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Her body is motionless. Her head is caught in the car’s windshield, glass is scattered everywhere. One of her arms is twisted back in an awkward position, the other is rested by her head. Her foot is still pressing hard on the brake petal. I look at her chest hoping to see it steadily moving up and down. It isn’t. I panic and I reach down for my seatbelt. I feel something slimy and wet: blood. I reach up to my head, where the blood is oozing like a stream. Everything goes fuzzy.
I wake up to the sound of a siren going off, I peek my eyes open, and find myself stuck in a stretcher loaded on an ambulance truck. Everywhere I look I see medical supplies; some are on the counter, while others are stuffed in the tiny drawers against the side of the truck. I see two EMT’s running around frantically like mice trying to escape from a cat. One of the nurses tries to stick an IV in my arm.
“I’m fine!” I say as I struggle to get up, “Good to go.” The other nurse quickly pushes me back down, strapping a belt across my body.
“Don’t worry honey everything is going to be okay.” She says trying to comfort me. The only problem is she says it over and over like she isn’t sure.
“Knock, knock anyone here?” says a lady in Mickey Mouse scrubs walks into my hospital room. “Hello, Linda. My name is Jandi Dean.” She says offering her hand. I stare at it curiously, wondering how she knows my name. She puts her hand down. “I don’t expect you to remember me or anything but, I was one of the EMT’s at your accident last night.”
“Oh…” I say glancing at the TV.
“Um…so, your parents, well asked if I’d tell you that your sister didn’t make the accident...” She pauses with a concerned look on her face, I know she waiting for my response.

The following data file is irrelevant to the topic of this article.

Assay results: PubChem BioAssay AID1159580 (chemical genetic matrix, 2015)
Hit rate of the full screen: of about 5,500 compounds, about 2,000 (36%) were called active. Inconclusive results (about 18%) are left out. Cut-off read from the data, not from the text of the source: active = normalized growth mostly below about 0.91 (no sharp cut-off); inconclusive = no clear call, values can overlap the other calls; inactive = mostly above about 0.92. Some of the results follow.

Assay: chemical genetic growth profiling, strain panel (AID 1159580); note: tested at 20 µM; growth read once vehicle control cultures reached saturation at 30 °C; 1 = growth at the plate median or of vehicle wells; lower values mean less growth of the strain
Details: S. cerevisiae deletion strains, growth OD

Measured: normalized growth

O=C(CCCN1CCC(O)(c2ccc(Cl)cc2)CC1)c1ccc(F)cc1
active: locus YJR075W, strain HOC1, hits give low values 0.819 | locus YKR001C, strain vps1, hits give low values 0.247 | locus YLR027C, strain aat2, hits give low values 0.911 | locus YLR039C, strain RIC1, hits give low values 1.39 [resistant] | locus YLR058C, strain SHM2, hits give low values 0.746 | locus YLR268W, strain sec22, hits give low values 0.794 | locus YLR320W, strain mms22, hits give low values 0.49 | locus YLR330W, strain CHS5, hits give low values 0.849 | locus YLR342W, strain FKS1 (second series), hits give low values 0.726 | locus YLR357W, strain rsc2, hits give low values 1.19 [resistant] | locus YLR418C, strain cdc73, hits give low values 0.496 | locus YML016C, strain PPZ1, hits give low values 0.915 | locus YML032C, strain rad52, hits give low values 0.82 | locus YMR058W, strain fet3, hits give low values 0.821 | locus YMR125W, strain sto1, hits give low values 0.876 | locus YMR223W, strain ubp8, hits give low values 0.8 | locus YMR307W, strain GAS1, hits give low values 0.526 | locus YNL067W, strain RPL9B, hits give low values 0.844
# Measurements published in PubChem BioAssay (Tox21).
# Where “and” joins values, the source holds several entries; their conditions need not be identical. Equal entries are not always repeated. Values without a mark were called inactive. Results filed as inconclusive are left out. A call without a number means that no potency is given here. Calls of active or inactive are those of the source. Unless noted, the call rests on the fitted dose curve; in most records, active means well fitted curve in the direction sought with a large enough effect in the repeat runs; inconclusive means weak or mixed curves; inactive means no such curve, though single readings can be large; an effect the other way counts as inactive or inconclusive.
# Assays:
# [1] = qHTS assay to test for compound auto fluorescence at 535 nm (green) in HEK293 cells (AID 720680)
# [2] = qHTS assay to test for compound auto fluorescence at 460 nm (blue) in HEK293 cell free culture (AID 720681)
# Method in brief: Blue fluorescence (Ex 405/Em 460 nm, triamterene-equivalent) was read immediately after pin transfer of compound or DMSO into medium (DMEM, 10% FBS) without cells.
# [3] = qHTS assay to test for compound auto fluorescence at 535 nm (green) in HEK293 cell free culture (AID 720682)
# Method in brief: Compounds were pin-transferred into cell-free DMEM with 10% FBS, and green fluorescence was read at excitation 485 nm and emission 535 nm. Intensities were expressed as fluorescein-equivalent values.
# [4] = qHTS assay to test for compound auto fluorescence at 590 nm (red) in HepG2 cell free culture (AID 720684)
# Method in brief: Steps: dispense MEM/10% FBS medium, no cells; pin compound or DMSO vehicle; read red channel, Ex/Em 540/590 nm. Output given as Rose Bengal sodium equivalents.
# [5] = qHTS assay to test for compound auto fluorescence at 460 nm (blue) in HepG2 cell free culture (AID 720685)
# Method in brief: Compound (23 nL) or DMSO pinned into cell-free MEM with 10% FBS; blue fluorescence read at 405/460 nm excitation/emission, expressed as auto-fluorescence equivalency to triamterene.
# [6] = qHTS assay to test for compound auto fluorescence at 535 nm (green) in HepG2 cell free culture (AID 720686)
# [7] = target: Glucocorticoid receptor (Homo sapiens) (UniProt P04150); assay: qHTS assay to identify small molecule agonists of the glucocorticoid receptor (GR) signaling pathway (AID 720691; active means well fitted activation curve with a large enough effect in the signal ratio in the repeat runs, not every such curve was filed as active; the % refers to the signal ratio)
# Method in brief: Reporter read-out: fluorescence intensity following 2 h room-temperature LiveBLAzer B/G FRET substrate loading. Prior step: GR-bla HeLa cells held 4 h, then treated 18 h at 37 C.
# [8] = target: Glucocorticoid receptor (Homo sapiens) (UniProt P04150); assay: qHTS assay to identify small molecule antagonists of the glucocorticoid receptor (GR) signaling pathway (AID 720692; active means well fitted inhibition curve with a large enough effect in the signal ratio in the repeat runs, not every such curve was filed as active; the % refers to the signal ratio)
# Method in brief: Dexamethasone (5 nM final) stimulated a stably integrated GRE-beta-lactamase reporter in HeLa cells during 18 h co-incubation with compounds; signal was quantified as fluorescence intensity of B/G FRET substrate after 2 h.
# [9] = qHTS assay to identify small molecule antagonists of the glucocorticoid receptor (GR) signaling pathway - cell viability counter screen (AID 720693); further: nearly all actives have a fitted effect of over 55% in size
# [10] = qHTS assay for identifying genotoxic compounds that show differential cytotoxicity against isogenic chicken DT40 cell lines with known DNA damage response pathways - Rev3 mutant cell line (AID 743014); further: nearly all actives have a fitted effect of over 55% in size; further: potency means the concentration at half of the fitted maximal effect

“How?” I ask, trying to hold back the tears.
“Well, your sister, Meghan was driving pretty fast and when she hit a telephone pole. Since she wasn’t wearing her seatbelt and her head went straight through the windshield. We sent her to the hospital but, she was already gone by the time we got here. I’m so sorry.”
“Oh….” I say, not sure how to respond to something like that. And before I know it I’m bawling like a little baby.
“Meghan’s life was well spent. She was the perfect student and role model. She was loved by friends and family and will be missed.” I listen to this preacher I don’t know, ramble on and on about my sister, and how great she was. But, all I could think about was how he didn’t actually know her or anything about her. I can remember one time when Meghan and I were young; we tried to make breakfast for our parents. The eggs turned out runny, the orange juice was watery and pancakes started a fire in our kitchen. I wanted to wake up my parents as soon as the fire started but, Meghan said otherwise. She threw flour on the fire and it stopped. Meghan always seemed to know what to do. When I was feeling down she would take me to Starbucks and get me a coffee to warm me up. We were like two peas in one pod.
Every kept on glimpsing at me, every second a new pair of eyes was on me. All of there eyes seem to be apologetic and questioning my next move. I myself was a raging thunder storm ready to explode at any given moment. So, I did what some people do best, I ran. I zoomed past Wal-Mart, Radio Shack and the little burrito shack, and kept going until I reach the cemetery. Meghan’s cemetery. I looked down at the head stone, wondering why her and not me? She still had a life to live. It’s disappointing to think how one simply decision can destroy a perfectly good life.